The Way of the Cross – Lenten Season 2018
“As they were walking along the road, a man said to him, “I will follow you wherever you go.” Jesus replied, “Foxes have holes and birds of the air have nests, but the Son of Man has no place to lay his head.”
He said to another man, “Follow me.” But the man replied, “Lord, first let me go and bury my father.” Jesus said to him, “Let the dead bury their own dead, but you go and proclaim the kingdom of God.”
Still another said, “I will follow you, Lord; but first let me go back and say good-by to my family.” Jesus replied, “No one who puts his hand to the plow and looks back is fit for service in the kingdom of God” (Luke 9: 57-62 NIV).
The Cost of Discipleship 1
There are two further passages in the gospels which deal with the cost of discipleship, both of them found in the Gospel of Luke. The first one (above) is considered the “light” sayings of Jesus on the cost of discipleship and the second one (which we will deal with tomorrow) is considered the “heavy” one. Both are instructive and well worth taking a closer look at. After all, Jesus said at one point, you need to know what you’re getting into (Luke 14:28-32).
I’m not sure that the disciples knew what they were getting into when Jesus first called them to come and follow him. At first it was pleasant walks along the road, listening to his teaching, watching him rile up the Pharisees and get the Scribes all hot and bothered. Good fun for a bunch of fisherman and bar fighters (James and John had the nickname “the sons of thunder.” I’ll be there’s a story behind that name). Later, there would be more intense times of ministry, miracles and mysteries. Never a dull moment. And then they get involved in the ministry themselves and Jesus gives them authority over demons and the ability to heal sicknesses when he sends out the 72 to the towns and villages of Israel to announce the coming of the Kingdom of God in power.
But then, at the pinnacle of his popularity, comes the revolt. They come to make him King and he refuses. They try to convince him over and over again, but he just tells them that they must eat his flesh and drink his blood if they want anything to do with him. Most of the disciples and the crowds desert him and even his closest disciples were asked if they would desert him as well. Peter gives his confession of faith. Jesus announces that he would go to Jerusalem and suffer and be killed. Peter rebukes him and Jesus rebukes him right back and calls him “Satanic” in his mindset. Things are not going well and the disciples are faced with a decision. Will they follow Jesus to Jerusalem and face the very real possibility of sharing his fate? Or will they also fall away?
The “light” sayings of Jesus about the cost of discipleship seem to apply more to the first half of the ministry and the “heavy” sayings to the second half of Jesus’ ministry. Let’s take a look at the “light” sayings. I’m not personally convinced that they are so “light” after all.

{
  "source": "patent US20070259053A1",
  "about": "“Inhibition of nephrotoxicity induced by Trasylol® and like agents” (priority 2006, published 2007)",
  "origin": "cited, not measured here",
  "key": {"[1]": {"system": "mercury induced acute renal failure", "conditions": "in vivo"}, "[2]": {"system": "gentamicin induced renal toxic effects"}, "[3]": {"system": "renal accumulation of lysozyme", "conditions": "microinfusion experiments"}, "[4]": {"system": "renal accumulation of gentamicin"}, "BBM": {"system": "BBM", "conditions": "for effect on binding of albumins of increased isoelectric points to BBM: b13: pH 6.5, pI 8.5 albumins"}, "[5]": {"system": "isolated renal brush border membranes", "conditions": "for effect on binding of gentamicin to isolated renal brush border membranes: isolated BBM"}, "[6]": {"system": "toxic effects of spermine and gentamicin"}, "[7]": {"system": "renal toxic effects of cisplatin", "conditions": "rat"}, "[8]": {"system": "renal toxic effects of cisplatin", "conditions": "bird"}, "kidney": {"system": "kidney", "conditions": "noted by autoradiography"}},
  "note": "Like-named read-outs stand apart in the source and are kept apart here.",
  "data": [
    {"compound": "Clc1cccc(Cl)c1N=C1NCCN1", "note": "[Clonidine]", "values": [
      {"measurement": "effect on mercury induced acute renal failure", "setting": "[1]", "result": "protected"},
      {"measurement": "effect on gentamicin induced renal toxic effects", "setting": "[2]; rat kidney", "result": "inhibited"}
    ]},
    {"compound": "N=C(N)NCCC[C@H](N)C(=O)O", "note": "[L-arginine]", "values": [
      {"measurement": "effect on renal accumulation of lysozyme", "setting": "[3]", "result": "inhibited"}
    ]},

In the first one, a man approaches Jesus to swear his loyalty and express his desire to follow Jesus. Many people were in this position. They were not specifically chosen by Jesus but rather took the initiative themselves to follow him. No problem. Jesus merely remarks that his situation is precarious. Even foxes and birds have a place to call home, but the Son of Man “has no place to lay his head.” They were itinerant preachers traveling all over the countryside. They did not know from one day to the next where they would sleep, whether or not they would have a meal, or when they would be able to wash up and relax a bit. The work of ministry was hard. Jesus was often tired and the disciples a bit cranky, the crowds were often demanding with their needs and desire to be healed and often wanted to press in and be a part of every teaching and miracle that Jesus performed.
That’s the way ministry is. I remember one old pastor telling me that people should not pray so fervently for revival unless they were ready to do the work. And it was a lot of work. To follow Jesus means a lot of long nights and even longer days. It means tired eyes and even more tired minds. And just when you need to sleep, the phone rings and someone else is in need of your ministry. To follow Jesus is more than merely believing that he is the Messiah and the Son of the Living God. It is to join him on the way of the cross, in the ministry of the gospel (which is the application of the power of the cross to the lives and relationships of the people through the ministry of reconciliation).
In the second case, Jesus actually said to someone, “Follow me.” He chose this man specifically and wanted him to be part of his band of followers. How I would love to be invited by Jesus to come and follow him. To be wanted. To be chosen. To be invited into the greatest adventure the world has ever seen. To have my hunger and thirst for the things of God filled at the side of Jesus. What glory that would be. I would give up anything to be part of that band of disciples.
And yet, this man has other priorities. He is willing but he needs to get his life in order. He has things he needs to take care of – important things. Who can deny him (especially under Jewish laws and customs) his right to bury his father? His father, for Pete’s sake. How can Jesus be so rude, so difficult, so lacking in basic human kindness? “Let the dead bury their own dead,” Jesus tells this poor man. How rude is that? Or is it?
Some people see Jesus as saying that those who do not follow him are dead in their sins and therefore they can take care of these mundane chores while we have something more important to do in proclaiming the kingdom of God. Well, there is some truth to the last part but I think the first part is stretching it a bit. It was a strong thing to say to the man but Jesus meant it to be strong. Get your priorities straight, he was saying. The work of ministry, the proclamation of the gospel, is not a weekend hobby, a part-time effort, a second career choice. It is the stuff of life itself. It has eternal consequences for the disciple and for those who hear his proclamation. Here the parables of Jesus come in – about the woman who lost her coin and cleaned the whole house in order to find it, the shepherd who lost one sheep and left all the rest to find it, the man who sold everything for the pearl of great price.